I'm honestly in awe at how well done this book is written. It takes so much of the Jane Austen story, but puts a spin on it that makes it refreshing and nice to read. I found myself recognizing the tropes, the characters, the scenes but not getting tired at all or feeling like I read that before; instead, I was happy to recognize it, and amazed at Ibi Zoboi's crafting.

    Zuri was a great protagonist, although (like Elizabeh in P&P tbh) not your typical likeable protagonist. She has a strong personality, and is very judgy, but she also loves her family and her community a lot, and would do everything for the ones they love. She's finding her place in the world while falling in love, and dealing with her views on what is happening to her neighbourhood, so of course she's going to be irrational sometimes and make some mistakes. I thought she was relatable, and a great protagonist.

    However, Darius was not really it for me - I don't think I connected with him (or with Zuri's sisters, for that matter) as much as I did with Zuri, and that was kind of meh since he's the love interest.

    Nonetheless, I really enjoyed this book. It was a fantastic retelling, fun and quick but it also talks about serious issues that need to be brought to light and discussed. I listened to the audiobook, which is narrated by Elizabeth Azevedo - which was the reason I chose the audiobook - and I totally recommend it, because she's an amazing narrator.
  • (3/5)
    I think the story had a lot of potential but it did not seem to rise in my opinion. I wanted more from Darcy and an epilogue for both and did not get it. The book is cute and light but I will not return to it again...
  • (5/5)
    loved it this is a great book i love this book very much it is the best
  • (5/5)
    This was such a cute story. I loved the characters, I loved the winks to Pride and Prejudice and I loved what it taught me.
  • (4/5)
    The audiobook was easily 4 stars, Elizabeth Acevedo is an amazing narrator, the story itself is closer to a 3/5. Zuri is indeed super judgemental and Darius was very much in the sidelines.
  • (5/5)
    What a story! Yes, yes, yes, it's a remix of a classic story; but it's been revived by Ibi Zoboi here. The audiobook especially brings the voices and the culture of the story to your ears. A little too many "What the Fudge" in my opinion, but I wa thinking of using this for the classroom. Very touching ending. Nicely done.
  • (3/5)
    Zuri war vor allem in der ersten Hälfte einfach nur unsympathisch. Allgemein hätte die Handlung mehr Tiefe vertragen, das Buch hätte ruhiger etwas länger sein können.
  • (4/5)
    Fantastic rewrite of Austen’s original Pride & Prejudice -listened to audiobook version via Kindle - amazing narrator perfect voice for main protagonist !
  • (4/5)
    I must say "Pride" was a lot of fun. The author did a wonderful job of modernising the Jane Austen classic for the next generation. Zuri Benitez was stubborn, independent and strong-willed. She often came across as judgemental, especially towards Darius when he and his family first moved in opposite the Benitez family home. However, her straight-forward nature and refusal to back down made her a likeable protagonist. She had dreams and aspirations, showed pride in her lower-class Brooklyn neighbourhood and adored her close-knit family. She was extremely protective of her sisters and their interactions and banter were a highlight of this novel.Darius was a great character. Although stuck-up at the start, the more Zuri and the reader got to know him, it became obvious that there was a vulnerable side to him. It was enjoyable watching his friendship with Zuri grow and deepen into something deeper.I also loved the rick Haitian-Dominican culture that the author wove throughout the story. The food, sights and smells of the community were brought to life and the neighbourhood was like one large supportive family who cared and looked after each other. They celebrated and mourned together.There were a couple of things I didn't enjoy about this book. One was the ending, I felt it was unsatisfactory, and the other was the romance. The chemistry between Zuri and Darius was missing making it unbelievable. The romance between Zuri's sister and Darius' brother was better portrayed.Even though most teenage girls probably haven't read "Pride and Prejudice", I think they will enjoy "Pride" for its focus on strong characters, race and class distinctions, gentrification of suburbs, family and friendship, and prejudice. Overall, this novel was great entertainment with some beautiful poetry at the end of many chapters.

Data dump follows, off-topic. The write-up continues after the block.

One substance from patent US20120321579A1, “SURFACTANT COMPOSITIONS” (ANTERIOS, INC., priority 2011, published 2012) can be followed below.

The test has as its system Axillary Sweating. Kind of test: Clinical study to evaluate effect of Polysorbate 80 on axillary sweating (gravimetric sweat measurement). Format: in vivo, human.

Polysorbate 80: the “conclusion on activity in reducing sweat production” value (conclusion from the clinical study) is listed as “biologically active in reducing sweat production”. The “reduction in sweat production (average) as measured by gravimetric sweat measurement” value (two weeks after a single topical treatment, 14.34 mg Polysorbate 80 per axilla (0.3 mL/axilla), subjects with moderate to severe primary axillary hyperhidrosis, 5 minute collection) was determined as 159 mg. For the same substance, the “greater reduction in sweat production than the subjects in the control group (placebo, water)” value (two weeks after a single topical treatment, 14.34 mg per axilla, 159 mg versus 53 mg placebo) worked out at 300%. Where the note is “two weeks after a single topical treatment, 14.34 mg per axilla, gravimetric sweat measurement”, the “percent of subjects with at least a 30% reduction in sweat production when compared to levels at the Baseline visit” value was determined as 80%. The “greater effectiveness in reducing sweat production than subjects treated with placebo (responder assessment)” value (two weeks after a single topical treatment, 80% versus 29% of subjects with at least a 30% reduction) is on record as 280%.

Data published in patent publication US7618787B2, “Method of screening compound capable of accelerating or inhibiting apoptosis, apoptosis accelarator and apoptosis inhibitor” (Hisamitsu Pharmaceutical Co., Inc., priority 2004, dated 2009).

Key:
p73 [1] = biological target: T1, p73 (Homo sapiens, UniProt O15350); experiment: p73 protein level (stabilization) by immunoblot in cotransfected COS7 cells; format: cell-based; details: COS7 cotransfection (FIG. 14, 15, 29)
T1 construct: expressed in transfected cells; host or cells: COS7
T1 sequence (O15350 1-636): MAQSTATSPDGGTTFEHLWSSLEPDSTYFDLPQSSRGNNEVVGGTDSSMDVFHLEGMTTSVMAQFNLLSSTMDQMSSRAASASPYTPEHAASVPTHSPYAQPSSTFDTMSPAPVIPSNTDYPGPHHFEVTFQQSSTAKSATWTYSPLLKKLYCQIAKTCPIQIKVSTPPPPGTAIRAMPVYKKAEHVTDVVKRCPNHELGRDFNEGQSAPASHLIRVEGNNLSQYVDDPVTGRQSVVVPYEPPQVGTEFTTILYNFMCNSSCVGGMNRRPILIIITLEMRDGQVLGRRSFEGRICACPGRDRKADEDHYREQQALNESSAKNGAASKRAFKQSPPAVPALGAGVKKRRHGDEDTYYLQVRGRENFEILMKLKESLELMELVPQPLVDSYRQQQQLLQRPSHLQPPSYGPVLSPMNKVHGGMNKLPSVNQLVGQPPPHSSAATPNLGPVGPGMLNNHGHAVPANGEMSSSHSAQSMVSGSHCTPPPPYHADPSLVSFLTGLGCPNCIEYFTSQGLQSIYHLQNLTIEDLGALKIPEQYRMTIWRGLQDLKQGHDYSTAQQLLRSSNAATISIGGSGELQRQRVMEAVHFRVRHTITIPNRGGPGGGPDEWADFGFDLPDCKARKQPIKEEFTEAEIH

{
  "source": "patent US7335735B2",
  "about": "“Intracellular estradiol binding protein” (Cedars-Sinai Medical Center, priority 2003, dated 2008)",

• (1/5)
    Couldn’t listen, voice of narrator annoying even if appropriate
  • (4/5)
    Took me back to my old New York neighborhood, which is also gentrified now - although we didnt have social media we did have the flavor of community- the remix of pride and prejudice also brings true if not repetitive but well done
  • (5/5)
    Absolutely amazing and so authentic! It touched my heart so much!
  • (2/5)

    1 person found this helpful

    I'm frustrated.
    Zuri is so angry all the time.
    And not in a fun way.
    There's a lot going on.

    1 person found this helpful

  • (2/5)

    1 person found this helpful

    This book took me 10 months to read. Absolutely terrible take on Pride and Prejudice.

    1 person found this helpful